What about the SMT ON and OFF dispute? We don’t have very relevant benefits in games using these techniques, with low variations in the best results with one configuration or the other. What has changed is that now games scale up to 16 enabled cores, showing that in reality the evolution curve did not end with 8 enabled cores, but rather with 16 threads.

Another interesting fact is to see that 6 cores and 12 threads and 8 cores and 8 threads are in an even dispute, as well as 4 cores and 8 threads vs 6 cores and 6 threads. This ends up being more of a curiosity, since this aberration of selling processors without multithreading per performance core was limited to just a few older generation Intel Core processors.

Consumption and temperature versus clocks

Looking at the performance trend versus temperature as we change the processor clock, we see that performance increases at a faster rate than temperature. But this graph has a catch: the temperature of the Ryzen 9 7950X is 95ºC.

In other words, this is the thermal operating ceiling, and it is not that the heating increases more slowly as we increase the frequency. What happens here is that we are extrapolating the maximum possible operating value, and it is no wonder that our 5.5GHz overclock resulted in a system crash. Overheating may have been one of the factors that led to the instability.

Now comparing the increase in performance and consumption as we increase the frequency, it is interesting to see how performance was increasing at a higher rate than consumption until around 4GHz, when the two trends start to become more similar. We were unable to see the trend above 5GHz because of the system crash.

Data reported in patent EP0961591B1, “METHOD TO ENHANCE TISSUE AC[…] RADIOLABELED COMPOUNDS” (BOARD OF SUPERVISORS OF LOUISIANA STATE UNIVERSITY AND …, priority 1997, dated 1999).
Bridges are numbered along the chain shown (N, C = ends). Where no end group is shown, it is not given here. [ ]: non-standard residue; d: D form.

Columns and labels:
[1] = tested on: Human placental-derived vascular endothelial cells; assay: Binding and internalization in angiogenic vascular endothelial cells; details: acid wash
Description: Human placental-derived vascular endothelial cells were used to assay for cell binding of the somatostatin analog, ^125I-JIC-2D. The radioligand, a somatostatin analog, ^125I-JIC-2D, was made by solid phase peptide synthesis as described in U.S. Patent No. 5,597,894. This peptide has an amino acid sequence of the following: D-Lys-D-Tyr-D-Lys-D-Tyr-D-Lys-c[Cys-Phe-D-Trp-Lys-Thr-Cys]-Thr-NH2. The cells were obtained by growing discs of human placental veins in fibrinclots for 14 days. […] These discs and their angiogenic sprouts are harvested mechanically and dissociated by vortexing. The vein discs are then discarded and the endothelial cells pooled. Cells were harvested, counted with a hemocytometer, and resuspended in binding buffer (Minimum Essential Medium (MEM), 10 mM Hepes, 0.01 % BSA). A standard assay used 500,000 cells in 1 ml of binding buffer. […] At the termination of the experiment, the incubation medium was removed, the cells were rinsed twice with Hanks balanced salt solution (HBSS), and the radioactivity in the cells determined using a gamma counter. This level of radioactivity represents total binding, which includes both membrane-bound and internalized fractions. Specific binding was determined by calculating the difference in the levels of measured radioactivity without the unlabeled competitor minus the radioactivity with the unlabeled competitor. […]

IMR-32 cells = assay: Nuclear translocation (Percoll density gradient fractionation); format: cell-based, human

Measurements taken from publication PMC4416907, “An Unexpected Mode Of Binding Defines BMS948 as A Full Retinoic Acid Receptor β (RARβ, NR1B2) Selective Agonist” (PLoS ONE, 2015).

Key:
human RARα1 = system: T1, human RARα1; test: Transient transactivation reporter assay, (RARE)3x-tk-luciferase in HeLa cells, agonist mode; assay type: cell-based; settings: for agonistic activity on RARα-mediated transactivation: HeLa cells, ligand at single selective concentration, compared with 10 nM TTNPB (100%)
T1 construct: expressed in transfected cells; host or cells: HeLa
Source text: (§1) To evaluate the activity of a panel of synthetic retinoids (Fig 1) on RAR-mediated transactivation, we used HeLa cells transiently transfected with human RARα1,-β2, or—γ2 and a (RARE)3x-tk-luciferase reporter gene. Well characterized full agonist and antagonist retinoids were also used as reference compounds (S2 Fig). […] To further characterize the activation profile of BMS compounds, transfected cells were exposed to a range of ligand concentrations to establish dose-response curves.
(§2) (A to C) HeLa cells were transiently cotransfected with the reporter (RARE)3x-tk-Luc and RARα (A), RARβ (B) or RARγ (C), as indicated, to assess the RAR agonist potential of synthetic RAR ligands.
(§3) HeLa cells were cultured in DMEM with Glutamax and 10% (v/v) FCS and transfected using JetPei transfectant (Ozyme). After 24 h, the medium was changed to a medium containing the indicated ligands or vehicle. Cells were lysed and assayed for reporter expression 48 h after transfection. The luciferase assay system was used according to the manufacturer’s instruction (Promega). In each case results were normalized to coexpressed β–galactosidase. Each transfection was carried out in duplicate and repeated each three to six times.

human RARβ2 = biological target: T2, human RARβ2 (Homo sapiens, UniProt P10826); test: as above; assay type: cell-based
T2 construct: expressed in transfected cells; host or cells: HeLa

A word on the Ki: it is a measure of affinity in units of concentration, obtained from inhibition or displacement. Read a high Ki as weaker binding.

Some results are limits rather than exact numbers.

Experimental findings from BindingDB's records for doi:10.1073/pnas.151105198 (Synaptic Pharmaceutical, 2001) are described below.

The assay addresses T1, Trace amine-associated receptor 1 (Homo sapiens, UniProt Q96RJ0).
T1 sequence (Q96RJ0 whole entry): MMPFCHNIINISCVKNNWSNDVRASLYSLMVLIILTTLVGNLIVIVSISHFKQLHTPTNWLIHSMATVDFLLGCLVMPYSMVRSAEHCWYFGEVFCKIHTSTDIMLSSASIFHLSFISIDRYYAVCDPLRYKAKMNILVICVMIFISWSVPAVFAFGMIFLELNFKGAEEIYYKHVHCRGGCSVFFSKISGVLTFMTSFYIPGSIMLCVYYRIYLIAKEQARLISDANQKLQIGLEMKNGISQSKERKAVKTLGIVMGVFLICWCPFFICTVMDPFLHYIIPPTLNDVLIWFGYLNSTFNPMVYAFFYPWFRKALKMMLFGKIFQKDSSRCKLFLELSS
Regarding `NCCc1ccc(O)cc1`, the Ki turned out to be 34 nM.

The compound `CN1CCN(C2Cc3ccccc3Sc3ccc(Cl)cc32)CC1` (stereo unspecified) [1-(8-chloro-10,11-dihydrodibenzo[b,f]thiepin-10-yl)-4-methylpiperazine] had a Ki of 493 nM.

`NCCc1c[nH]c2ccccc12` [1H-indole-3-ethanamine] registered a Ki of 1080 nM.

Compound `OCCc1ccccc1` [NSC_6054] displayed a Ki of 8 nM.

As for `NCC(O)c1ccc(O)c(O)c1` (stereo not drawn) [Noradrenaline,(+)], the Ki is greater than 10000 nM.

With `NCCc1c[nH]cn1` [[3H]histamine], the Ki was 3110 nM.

Our OC is much less efficient than letting the 7950X’s frequencies vary, something that is evident by the new balance between consumption and performance in the processor’s factory configuration (stock).

Consumption and temperature versus cores

When we compare the consumption and performance gain curves as we increase the number of cores, we have a good example of why servers set out to configure so many cores on just one CPU.

The trend of performance gains scales faster than the progression of increased energy consumption. This shows how functions that scale well in multithreading have the potential to extract more and more efficiency as we concentrate more cores on a single processor.

In terms of temperature evolution, we again have the effect of the Ryzen operating heating limit, and Turbo Boost is also in action here. This technology accelerates frequencies as we have a greater thermal margin.

The result is that when we have few cores, and less heating, the frequencies are increased to achieve more performance seeking this additional margin. As a result, the temperature increases.

With more cores, the margin for boost is smaller, generating less heating per core. The result is this greater stability in the heating line, with few cores giving a lot of boost and heating almost the same as many cores giving much less boost.

This also explains why in games like Counter Strike we have less, not more, performance with more cores. If the game does not use more than six cores efficiently, adding more cores only reduces boost margins.

Here we close our tests and conclusions with this experiment. Did you get any useful information? Is there another test you would like to take? Don’t forget to use the comment box for your feedback and suggestions!